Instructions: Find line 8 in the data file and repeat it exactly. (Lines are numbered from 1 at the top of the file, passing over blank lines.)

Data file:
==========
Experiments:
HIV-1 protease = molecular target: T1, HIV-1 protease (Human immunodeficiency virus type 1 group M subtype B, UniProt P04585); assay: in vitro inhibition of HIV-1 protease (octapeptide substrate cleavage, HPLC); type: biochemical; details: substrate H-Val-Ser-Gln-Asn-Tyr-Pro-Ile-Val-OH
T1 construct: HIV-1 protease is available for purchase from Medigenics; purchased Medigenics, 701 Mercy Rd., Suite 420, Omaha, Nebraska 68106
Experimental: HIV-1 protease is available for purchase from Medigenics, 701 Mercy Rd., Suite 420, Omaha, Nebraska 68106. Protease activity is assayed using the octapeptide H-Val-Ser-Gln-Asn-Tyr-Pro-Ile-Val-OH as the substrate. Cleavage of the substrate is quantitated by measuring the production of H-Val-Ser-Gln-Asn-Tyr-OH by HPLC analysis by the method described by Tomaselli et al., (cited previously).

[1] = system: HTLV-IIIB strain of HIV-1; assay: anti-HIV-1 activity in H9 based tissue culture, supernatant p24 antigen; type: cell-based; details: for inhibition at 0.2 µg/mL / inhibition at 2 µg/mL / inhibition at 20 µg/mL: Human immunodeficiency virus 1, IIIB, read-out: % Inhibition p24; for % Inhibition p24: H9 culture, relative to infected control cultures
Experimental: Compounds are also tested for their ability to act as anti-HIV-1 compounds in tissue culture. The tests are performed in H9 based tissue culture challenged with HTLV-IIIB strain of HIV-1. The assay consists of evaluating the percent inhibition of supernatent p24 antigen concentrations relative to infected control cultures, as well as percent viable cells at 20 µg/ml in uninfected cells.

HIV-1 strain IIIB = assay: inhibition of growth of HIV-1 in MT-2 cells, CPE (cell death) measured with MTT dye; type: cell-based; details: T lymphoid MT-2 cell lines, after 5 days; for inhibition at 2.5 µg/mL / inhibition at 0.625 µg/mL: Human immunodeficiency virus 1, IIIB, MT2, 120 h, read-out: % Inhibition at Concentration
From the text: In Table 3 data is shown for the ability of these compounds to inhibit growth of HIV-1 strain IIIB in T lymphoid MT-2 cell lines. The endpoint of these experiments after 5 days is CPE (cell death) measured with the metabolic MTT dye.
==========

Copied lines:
From the text: In Table 3 data is shown for the ability of these compounds to inhibit growth of HIV-1 strain IIIB in T lymphoid MT-2 cell lines. The endpoint of these experiments after 5 days is CPE (cell death) measured with the metabolic MTT dye.